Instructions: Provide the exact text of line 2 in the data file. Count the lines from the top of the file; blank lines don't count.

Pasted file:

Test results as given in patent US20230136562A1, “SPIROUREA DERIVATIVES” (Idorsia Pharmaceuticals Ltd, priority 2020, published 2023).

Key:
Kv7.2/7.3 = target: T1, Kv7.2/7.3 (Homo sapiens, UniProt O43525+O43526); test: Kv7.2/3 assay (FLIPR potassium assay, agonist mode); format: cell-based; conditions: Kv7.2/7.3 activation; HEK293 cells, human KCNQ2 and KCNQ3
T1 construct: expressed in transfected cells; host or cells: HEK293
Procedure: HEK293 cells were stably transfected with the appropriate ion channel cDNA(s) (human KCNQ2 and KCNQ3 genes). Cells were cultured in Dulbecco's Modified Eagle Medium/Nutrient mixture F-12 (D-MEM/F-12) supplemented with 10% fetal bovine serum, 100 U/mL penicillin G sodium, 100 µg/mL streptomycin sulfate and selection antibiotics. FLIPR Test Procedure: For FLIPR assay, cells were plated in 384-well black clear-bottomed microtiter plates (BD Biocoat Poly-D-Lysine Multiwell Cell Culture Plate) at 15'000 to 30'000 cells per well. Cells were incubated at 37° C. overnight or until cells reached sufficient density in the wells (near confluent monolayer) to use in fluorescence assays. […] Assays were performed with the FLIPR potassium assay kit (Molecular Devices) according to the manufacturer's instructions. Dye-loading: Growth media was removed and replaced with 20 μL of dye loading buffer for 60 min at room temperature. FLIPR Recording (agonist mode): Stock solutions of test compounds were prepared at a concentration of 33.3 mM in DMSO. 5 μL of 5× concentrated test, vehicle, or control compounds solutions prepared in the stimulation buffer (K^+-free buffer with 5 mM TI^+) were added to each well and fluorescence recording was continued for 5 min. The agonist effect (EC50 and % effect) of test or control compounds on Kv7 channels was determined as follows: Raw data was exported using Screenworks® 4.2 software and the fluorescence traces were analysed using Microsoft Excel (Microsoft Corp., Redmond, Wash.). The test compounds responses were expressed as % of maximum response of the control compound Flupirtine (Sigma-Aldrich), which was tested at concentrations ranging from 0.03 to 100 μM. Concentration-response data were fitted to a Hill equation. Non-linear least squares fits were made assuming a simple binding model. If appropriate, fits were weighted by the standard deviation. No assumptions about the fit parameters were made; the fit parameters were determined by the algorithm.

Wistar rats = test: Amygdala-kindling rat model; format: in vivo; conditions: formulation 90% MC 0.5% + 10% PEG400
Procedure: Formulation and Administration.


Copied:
Key: